740.00112 European War 1939/6410

The Counselor of Embassy in France (Murphy) to the Chief of the Division of Near Eastern Affairs (Alling)

Dear Paul: I very much appreciate the Department’s air mail instruction of June 30, 1942,98 with which you and Harry Villard enclosed the documentation regarding the Luso-Moroccan trade agreement.99 My attention, of course, was particularly attracted to the memorandum of May 16, 1942,98 which impresses me as being very much to the point. You, of course, know how I feel about this phase of our relations with French Africa, and I have tried in my despatch No. 1550 of today’s date98 to support your efforts as best I can. The more study I give to this French African problem, the more I am convinced that our policy during the past 18 months bears a certain similarity to French policy toward Spain during the Spanish Civil War. The French then were torn by opposing factions in their own country and were never able to make up their minds as a nation whether they would support the Franco or the Republican cause. The present war undoubtedly results in part from that failure to take and maintain a decisive line of policy.

Naturally, our relations with French Africa do not have the same importance. Yet this area, I am convinced, has had enormous possibilities of interest to the prosecution of the war and I have the uneasy notion that we have not taken advantage of them. I feel that we have permitted ourselves throughout to be victimized by all sorts of vague suspicions and doubts leading to indecision. These arose from a number of causes, including sensational reports about this area, sent in by irresponsible agents, some of them in the employment of various intelligence services.

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We have enjoyed nevertheless a negative success in that French Africa has not gone over to the Axis, but we fall certainly far short of having developed this area into a unit fighting on our side. It seems to me that the reason for our failure to so develop this area has been our desire to avoid all risks. We would have liked large profits and advantages, but we were unwilling to risk anything. When we consider that we are faced by enemies for whom audacity has become a by-word, it is easy to understand that we are simply outpaced.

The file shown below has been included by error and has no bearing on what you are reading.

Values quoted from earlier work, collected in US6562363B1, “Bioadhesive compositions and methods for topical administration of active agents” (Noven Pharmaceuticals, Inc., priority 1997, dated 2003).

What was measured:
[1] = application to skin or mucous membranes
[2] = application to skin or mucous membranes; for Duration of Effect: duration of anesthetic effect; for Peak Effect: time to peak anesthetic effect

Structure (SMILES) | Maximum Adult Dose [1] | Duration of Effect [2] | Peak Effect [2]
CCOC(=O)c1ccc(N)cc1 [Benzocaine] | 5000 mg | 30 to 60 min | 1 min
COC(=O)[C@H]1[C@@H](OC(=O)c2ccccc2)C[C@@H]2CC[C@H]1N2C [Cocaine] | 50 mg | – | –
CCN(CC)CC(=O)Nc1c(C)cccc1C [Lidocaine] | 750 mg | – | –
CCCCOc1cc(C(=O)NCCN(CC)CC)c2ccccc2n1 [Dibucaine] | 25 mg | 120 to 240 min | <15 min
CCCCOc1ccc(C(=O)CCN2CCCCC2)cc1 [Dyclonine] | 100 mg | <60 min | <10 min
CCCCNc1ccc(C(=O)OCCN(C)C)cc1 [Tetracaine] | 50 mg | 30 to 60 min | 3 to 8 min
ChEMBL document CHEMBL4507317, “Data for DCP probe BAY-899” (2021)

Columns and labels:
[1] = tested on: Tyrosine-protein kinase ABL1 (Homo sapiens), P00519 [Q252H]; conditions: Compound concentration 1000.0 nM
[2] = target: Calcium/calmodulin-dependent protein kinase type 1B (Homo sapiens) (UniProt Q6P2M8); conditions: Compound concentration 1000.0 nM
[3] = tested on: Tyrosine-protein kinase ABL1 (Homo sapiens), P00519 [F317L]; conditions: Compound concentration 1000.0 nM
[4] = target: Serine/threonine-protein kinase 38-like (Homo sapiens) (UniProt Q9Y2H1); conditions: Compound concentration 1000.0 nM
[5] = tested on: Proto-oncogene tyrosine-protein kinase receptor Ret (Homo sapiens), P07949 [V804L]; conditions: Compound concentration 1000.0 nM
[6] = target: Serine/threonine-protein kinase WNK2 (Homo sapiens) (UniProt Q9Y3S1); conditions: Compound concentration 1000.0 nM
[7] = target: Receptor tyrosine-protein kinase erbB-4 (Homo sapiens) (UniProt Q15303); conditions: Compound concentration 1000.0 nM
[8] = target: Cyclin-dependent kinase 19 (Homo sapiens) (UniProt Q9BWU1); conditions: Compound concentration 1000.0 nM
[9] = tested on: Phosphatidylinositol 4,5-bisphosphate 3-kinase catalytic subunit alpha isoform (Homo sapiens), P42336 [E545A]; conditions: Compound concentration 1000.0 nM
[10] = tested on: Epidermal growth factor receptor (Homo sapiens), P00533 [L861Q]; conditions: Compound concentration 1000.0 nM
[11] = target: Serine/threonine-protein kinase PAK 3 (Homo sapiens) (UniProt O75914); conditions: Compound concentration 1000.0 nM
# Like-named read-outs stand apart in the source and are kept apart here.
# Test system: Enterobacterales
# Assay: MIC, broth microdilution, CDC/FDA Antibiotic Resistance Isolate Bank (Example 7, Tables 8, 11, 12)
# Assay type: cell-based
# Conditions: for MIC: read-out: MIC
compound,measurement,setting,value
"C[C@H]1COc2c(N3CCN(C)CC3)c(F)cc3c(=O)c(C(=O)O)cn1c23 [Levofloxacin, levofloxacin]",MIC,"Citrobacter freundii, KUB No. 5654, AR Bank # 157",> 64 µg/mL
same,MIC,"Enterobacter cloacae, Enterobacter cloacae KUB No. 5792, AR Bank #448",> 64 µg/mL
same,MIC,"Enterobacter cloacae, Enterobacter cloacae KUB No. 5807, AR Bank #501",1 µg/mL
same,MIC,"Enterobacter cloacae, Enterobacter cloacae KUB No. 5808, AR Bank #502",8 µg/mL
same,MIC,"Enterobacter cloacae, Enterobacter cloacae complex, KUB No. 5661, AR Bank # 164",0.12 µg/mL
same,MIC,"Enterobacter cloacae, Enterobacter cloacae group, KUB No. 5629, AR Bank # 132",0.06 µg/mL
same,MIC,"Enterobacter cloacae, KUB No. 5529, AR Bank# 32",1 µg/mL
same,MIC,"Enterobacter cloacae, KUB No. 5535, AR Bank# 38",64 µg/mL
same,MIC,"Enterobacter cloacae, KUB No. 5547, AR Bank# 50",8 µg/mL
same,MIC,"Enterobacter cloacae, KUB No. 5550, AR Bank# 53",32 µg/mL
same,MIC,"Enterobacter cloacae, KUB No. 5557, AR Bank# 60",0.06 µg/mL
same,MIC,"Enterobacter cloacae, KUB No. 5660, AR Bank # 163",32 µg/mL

Take, for instance, French West Africa. You may vaguely remember that in January, 1941, I reported after conversations with General Weygand and High Commissioner Boisson at Dakar how eager they and other representative people were for us to come in and establish ourselves in that market. Boisson even urged that we have our Clipper Service use Dakar, offering, with Weygand’s approval, to sign an agreement covering it. What happened? We declined to extend the North African agreement to French West Africa—which then really was wide-open to us—for the reason, as I understand it, that peanut and palm oil shipments were going from there to Germany.

This I believe was the view of the Ministry of Economic Warfare in London and from a strictly economic viewpoint it is a good reason. But it overlooks what I believe are solid political and eventually military considerations. I think it was a narrow-minded decision.

The other day I saw High Commissioner Boisson in Algiers returning to Dakar from Vichy. Since January, 1941, much has happened to destroy the friendly confidence he had in us at that time, and he has completely abandoned hope that we intend cooperating with French West Africa. In fact, after suffering continual personal attacks by British and De Gaulle radio broadcasters, listening to threats made by irresponsible persons that the United States would attack Dakar, seeing the economy of French West Africa go to hell in a big way, realizing that in the interval the Germans and Italians whom Boisson and Weygand had succeeded in keeping out of French West Africa were gunning for him with the aid of some fellow travelers in Vichy and Paris, Boisson is bitter and disillusioned. I am told that many others in Dakar feel as does he that having tried to demonstrate friendship for us, we have disdained them and are actually hostile. That being so, it is probably normal that resentment should manifest itself one way or the other.

I am all for British participation in the Luso-Moroccan trade and I would like to see them participate in trade with French Africa. The latter, I presume, is out of the question as long as [Page 342] their blockade policy, as I understand it, regards French territory as enemy territory. However, this crazy situation calls for some flexibility and if a formula could be found to enable the British to participate in shipments to French Africa, I feel that such action would greatly facilitate our task.

I know you are busy and I apologize for this long and probably incoherent screed, but you gave me an opening.

With all the best, believe me

Yours sincerely,

Robert D. Murphy
  1. Not printed.
  2. A British-sponsored arrangement for barter trade between Portugal and Morocco.
  3. Not printed.
  4. Not printed.